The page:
Resources & News

Home Resources & News News What if I forgot to charge someone GST?

Have a question?

News • 2024-05-22

What if I forgot to charge someone GST?


It is not common but, unfortunately, all too frequent that someone will not factor GST into a sale price and misunderstanding of the GST legislation is the overwhelming cause of that happening.

One recent example for us was where an item was hired to a medical practitioner. The supplier of the item incorrectly assumed that because the medical practitioner would use it to provide GST-free services to a patient, then the hiring fee would also be GST-free. However, a technicality common to most GST-free medical supplies is that the recipient needs to be the patient. In this case it was a medical practitioner, so the hire was just an ordinary taxable supply with GST properly applicable.

So what happens now? Is there a problem for not charging GST when the supplier should have done so or is it a mistake which can be rectified?

The former Sales Tax system which operated prior to the introduction of GST on 1 July 2000 required that sales tax which was consciously imposed had to be remitted to the Commissioner of Taxation. There were classes of recipient who were exempt from being liable to pay sales tax so it was not consciously imposed on all sales. Consequently, there were penalties for failing to impose sales tax when it should have been included.  

The GST legislation makes things much simpler. It defines a “taxable supply”, which is where someone who is GST registered (or should be) makes a supply for consideration in the course of conducting a business or other profit making activity where there is a connection with Australia. Section 9-70 of the GST law then specifies that GST is 10% of the value of the taxable supply.

Expressed another way, if you divide the consideration received for a taxable supply by eleven, then you have worked out the amount of GST you owe the Commissioner of Taxation. Very easy, isn’t it? No need to think about whether you consciously charged it or what either party was thinking about – just take the sales proceeds and divide by eleven. The legislation takes away the angst which you could have for failing to charge GST when you should have done by just making you pay one eleventh of your sale proceeds.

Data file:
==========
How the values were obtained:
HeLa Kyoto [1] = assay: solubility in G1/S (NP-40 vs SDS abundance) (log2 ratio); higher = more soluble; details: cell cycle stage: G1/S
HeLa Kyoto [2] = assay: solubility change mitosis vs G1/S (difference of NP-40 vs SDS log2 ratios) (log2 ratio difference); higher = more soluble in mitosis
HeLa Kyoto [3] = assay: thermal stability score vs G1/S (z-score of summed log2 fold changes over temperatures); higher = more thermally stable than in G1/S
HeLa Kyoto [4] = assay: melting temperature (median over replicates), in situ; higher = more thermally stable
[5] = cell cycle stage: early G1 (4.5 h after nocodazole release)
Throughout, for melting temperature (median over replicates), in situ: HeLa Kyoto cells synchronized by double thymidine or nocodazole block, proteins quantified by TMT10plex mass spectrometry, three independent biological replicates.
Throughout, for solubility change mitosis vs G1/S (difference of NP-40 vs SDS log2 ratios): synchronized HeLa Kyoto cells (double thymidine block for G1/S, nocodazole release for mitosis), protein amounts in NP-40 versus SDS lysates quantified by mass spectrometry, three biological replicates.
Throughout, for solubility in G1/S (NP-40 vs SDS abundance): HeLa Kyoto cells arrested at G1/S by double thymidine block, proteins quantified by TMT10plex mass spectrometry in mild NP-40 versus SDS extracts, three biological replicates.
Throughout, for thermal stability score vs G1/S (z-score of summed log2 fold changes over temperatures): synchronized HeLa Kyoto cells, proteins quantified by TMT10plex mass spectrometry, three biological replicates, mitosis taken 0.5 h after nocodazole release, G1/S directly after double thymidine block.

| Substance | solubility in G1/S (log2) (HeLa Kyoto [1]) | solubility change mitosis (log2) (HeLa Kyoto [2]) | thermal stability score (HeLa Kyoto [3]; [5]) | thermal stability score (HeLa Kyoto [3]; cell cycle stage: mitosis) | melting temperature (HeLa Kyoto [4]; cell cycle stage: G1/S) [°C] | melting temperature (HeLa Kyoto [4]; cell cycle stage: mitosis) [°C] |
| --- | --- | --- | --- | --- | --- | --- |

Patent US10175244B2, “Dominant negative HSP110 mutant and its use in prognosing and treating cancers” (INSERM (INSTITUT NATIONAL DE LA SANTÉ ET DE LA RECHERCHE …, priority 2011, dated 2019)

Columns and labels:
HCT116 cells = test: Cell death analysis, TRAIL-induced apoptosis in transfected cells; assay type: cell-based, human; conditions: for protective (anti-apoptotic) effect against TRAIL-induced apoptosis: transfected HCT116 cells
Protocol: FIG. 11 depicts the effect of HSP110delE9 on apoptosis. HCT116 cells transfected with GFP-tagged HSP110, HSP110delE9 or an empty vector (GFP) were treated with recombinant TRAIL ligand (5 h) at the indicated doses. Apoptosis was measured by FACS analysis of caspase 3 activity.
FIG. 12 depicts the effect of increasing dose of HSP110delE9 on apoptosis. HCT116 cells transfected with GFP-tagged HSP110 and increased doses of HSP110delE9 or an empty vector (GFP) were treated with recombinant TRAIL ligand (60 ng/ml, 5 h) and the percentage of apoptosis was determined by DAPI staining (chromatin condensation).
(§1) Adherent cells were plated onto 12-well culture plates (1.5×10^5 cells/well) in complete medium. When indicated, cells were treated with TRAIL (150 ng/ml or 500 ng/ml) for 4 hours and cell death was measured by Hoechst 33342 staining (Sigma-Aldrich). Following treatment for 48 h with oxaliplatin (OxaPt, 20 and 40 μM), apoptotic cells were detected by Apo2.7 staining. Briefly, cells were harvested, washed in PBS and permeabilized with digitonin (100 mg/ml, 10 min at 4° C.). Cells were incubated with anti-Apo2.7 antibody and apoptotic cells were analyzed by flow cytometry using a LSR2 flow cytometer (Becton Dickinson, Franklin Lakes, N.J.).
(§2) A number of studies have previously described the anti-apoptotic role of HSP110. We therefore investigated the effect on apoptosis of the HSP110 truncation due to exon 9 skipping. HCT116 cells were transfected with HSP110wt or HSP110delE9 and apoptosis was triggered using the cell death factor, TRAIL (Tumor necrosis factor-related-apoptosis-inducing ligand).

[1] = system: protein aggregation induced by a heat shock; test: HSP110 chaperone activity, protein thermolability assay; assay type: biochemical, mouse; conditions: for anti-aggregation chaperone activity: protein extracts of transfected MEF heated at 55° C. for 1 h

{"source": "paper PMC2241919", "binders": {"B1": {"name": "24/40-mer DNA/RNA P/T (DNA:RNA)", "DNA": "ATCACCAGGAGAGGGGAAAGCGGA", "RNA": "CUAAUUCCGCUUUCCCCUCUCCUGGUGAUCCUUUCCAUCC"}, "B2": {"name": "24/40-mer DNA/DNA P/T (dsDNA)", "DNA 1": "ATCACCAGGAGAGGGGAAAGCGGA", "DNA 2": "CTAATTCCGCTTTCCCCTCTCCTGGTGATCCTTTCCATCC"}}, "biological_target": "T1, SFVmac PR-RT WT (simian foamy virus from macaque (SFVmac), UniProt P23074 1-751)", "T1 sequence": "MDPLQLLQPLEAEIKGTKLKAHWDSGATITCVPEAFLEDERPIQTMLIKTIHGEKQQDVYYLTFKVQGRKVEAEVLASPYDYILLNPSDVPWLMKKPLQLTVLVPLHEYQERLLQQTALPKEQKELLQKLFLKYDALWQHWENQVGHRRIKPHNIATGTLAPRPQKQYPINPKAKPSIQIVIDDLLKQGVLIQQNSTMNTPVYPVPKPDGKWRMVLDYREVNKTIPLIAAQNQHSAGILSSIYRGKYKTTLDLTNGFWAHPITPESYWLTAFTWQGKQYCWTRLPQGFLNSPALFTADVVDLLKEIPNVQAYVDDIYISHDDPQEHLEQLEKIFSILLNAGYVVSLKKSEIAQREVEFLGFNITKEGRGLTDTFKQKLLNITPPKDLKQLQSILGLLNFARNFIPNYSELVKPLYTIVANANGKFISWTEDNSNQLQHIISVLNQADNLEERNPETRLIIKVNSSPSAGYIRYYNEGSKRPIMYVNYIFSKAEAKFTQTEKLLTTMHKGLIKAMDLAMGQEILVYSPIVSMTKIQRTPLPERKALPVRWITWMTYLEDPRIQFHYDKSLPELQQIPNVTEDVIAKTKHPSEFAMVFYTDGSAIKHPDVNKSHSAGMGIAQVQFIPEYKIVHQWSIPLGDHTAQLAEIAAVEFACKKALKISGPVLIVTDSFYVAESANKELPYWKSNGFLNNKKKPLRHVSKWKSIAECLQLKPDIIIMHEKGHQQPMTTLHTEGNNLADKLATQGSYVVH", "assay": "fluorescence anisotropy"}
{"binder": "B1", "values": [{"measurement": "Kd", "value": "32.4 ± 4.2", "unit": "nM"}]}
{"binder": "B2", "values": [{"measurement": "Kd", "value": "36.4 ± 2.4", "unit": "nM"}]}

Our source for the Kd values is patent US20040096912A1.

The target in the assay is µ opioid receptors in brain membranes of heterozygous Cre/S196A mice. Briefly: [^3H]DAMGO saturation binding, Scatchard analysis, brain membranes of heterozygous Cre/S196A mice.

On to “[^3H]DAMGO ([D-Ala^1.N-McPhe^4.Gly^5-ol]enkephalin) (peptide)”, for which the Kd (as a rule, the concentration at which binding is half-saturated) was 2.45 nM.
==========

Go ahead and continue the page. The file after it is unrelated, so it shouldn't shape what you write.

The same process provides a GST credit to the recipient equal to one eleventh of what they paid for the goods or services. Again, this is regardless of whether or not they thought they were charged GST.

That can create anomalous situations where someone is provided goods or services without GST being added to the sale price but the supplier is legally required to remit GST it did not actually recoup. Equally, a recipient can claim a GST credit even though they paid an amount equal to the sale value without GST included.

Unfortunately, there is only one way to correct this situation. The supplier needs to invoice the recipient a further amount equal to the GST which should have been added to the original sale price. Any supplier who provides goods or services which are sometimes GST-free needs to have a provision in their sales documentation to cover situations where GST is mistakenly not included. That way, they can ensure they are not left out of pocket if an error occurs.    


Contact Us for any issues

See more News items